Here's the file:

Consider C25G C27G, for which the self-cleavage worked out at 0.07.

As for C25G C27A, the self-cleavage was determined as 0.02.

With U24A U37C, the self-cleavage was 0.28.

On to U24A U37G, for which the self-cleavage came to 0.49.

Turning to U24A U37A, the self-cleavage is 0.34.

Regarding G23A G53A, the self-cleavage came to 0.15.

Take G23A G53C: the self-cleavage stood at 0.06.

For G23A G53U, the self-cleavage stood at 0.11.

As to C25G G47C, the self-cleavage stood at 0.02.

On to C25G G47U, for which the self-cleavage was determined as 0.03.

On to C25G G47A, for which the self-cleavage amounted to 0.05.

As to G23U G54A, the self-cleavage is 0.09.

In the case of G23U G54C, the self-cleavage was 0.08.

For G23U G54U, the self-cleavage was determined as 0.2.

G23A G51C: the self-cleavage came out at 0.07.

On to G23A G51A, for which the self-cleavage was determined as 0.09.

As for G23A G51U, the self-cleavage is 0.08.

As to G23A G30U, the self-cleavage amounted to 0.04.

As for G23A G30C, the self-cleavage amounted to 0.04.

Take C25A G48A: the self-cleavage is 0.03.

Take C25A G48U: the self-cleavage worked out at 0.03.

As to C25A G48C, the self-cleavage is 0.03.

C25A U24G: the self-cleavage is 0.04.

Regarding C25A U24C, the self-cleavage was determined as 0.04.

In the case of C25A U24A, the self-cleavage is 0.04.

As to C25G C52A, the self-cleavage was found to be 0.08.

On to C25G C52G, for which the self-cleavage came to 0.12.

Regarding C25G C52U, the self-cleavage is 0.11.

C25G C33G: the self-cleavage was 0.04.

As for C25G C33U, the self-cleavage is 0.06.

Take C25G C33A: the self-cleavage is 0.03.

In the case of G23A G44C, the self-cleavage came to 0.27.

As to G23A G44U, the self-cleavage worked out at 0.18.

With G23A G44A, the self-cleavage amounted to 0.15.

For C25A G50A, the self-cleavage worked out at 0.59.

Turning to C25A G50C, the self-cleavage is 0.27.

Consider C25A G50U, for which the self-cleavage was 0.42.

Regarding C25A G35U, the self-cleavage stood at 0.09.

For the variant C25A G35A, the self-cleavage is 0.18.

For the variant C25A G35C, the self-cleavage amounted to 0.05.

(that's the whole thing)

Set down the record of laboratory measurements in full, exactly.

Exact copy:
Consider C25G C27G, for which the self-cleavage worked out at 0.07.

As for C25G C27A, the self-cleavage was determined as 0.02.

With U24A U37C, the self-cleavage was 0.28.

On to U24A U37G, for which the self-cleavage came to 0.49.

Turning to U24A U37A, the self-cleavage is 0.34.

Regarding G23A G53A, the self-cleavage came to 0.15.

Take G23A G53C: the self-cleavage stood at 0.06.

For G23A G53U, the self-cleavage stood at 0.11.

As to C25G G47C, the self-cleavage stood at 0.02.

On to C25G G47U, for which the self-cleavage was determined as 0.03.

On to C25G G47A, for which the self-cleavage amounted to 0.05.

As to G23U G54A, the self-cleavage is 0.09.

In the case of G23U G54C, the self-cleavage was 0.08.

For G23U G54U, the self-cleavage was determined as 0.2.

G23A G51C: the self-cleavage came out at 0.07.

On to G23A G51A, for which the self-cleavage was determined as 0.09.

As for G23A G51U, the self-cleavage is 0.08.

As to G23A G30U, the self-cleavage amounted to 0.04.

As for G23A G30C, the self-cleavage amounted to 0.04.

Take C25A G48A: the self-cleavage is 0.03.

Take C25A G48U: the self-cleavage worked out at 0.03.

As to C25A G48C, the self-cleavage is 0.03.

C25A U24G: the self-cleavage is 0.04.

Regarding C25A U24C, the self-cleavage was determined as 0.04.

In the case of C25A U24A, the self-cleavage is 0.04.

As to C25G C52A, the self-cleavage was found to be 0.08.

On to C25G C52G, for which the self-cleavage came to 0.12.

Regarding C25G C52U, the self-cleavage is 0.11.

C25G C33G: the self-cleavage was 0.04.

As for C25G C33U, the self-cleavage is 0.06.

Take C25G C33A: the self-cleavage is 0.03.

In the case of G23A G44C, the self-cleavage came to 0.27.

As to G23A G44U, the self-cleavage worked out at 0.18.

With G23A G44A, the self-cleavage amounted to 0.15.

For C25A G50A, the self-cleavage worked out at 0.59.

Turning to C25A G50C, the self-cleavage is 0.27.

Consider C25A G50U, for which the self-cleavage was 0.42.

Regarding C25A G35U, the self-cleavage stood at 0.09.

For the variant C25A G35A, the self-cleavage is 0.18.

For the variant C25A G35C, the self-cleavage amounted to 0.05.